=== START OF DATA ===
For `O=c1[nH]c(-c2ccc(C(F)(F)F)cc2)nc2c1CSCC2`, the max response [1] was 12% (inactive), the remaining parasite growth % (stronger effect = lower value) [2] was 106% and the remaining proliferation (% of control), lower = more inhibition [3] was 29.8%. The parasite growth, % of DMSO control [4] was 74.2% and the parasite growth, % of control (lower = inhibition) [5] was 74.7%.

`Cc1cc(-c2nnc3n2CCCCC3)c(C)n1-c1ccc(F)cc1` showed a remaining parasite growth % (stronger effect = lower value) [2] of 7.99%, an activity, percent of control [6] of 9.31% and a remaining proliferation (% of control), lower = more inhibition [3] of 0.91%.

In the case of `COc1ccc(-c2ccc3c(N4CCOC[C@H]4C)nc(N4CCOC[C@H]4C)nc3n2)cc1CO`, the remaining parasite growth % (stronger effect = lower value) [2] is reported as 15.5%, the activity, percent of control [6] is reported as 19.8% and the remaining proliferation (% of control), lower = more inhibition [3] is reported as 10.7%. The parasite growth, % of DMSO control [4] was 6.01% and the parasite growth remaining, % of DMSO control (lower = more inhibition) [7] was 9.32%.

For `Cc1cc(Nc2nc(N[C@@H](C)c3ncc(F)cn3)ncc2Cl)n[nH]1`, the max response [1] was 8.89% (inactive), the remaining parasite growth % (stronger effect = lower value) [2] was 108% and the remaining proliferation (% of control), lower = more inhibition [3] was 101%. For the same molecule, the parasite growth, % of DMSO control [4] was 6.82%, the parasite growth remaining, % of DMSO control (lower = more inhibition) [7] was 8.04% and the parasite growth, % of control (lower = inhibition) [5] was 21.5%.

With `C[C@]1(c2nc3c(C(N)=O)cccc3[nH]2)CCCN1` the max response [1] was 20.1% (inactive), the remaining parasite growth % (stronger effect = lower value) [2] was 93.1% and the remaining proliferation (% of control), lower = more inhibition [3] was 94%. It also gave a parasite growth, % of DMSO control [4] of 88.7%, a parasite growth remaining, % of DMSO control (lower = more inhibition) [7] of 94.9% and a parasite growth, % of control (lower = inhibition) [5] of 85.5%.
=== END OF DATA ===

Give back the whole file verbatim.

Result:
For `O=c1[nH]c(-c2ccc(C(F)(F)F)cc2)nc2c1CSCC2`, the max response [1] was 12% (inactive), the remaining parasite growth % (stronger effect = lower value) [2] was 106% and the remaining proliferation (% of control), lower = more inhibition [3] was 29.8%. The parasite growth, % of DMSO control [4] was 74.2% and the parasite growth, % of control (lower = inhibition) [5] was 74.7%.

`Cc1cc(-c2nnc3n2CCCCC3)c(C)n1-c1ccc(F)cc1` showed a remaining parasite growth % (stronger effect = lower value) [2] of 7.99%, an activity, percent of control [6] of 9.31% and a remaining proliferation (% of control), lower = more inhibition [3] of 0.91%.

In the case of `COc1ccc(-c2ccc3c(N4CCOC[C@H]4C)nc(N4CCOC[C@H]4C)nc3n2)cc1CO`, the remaining parasite growth % (stronger effect = lower value) [2] is reported as 15.5%, the activity, percent of control [6] is reported as 19.8% and the remaining proliferation (% of control), lower = more inhibition [3] is reported as 10.7%. The parasite growth, % of DMSO control [4] was 6.01% and the parasite growth remaining, % of DMSO control (lower = more inhibition) [7] was 9.32%.

For `Cc1cc(Nc2nc(N[C@@H](C)c3ncc(F)cn3)ncc2Cl)n[nH]1`, the max response [1] was 8.89% (inactive), the remaining parasite growth % (stronger effect = lower value) [2] was 108% and the remaining proliferation (% of control), lower = more inhibition [3] was 101%. For the same molecule, the parasite growth, % of DMSO control [4] was 6.82%, the parasite growth remaining, % of DMSO control (lower = more inhibition) [7] was 8.04% and the parasite growth, % of control (lower = inhibition) [5] was 21.5%.

With `C[C@]1(c2nc3c(C(N)=O)cccc3[nH]2)CCCN1` the max response [1] was 20.1% (inactive), the remaining parasite growth % (stronger effect = lower value) [2] was 93.1% and the remaining proliferation (% of control), lower = more inhibition [3] was 94%. It also gave a parasite growth, % of DMSO control [4] of 88.7%, a parasite growth remaining, % of DMSO control (lower = more inhibition) [7] of 94.9% and a parasite growth, % of control (lower = inhibition) [5] of 85.5%.